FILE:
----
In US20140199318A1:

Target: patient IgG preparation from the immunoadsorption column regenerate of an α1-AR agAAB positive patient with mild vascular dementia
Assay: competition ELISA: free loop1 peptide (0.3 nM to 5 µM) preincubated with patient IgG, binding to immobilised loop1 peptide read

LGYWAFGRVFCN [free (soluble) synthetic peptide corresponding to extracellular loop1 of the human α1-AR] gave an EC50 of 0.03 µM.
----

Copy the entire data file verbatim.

In US20140199318A1:

Target: patient IgG preparation from the immunoadsorption column regenerate of an α1-AR agAAB positive patient with mild vascular dementia
Assay: competition ELISA: free loop1 peptide (0.3 nM to 5 µM) preincubated with patient IgG, binding to immobilised loop1 peptide read

LGYWAFGRVFCN [free (soluble) synthetic peptide corresponding to extracellular loop1 of the human α1-AR] gave an EC50 of 0.03 µM.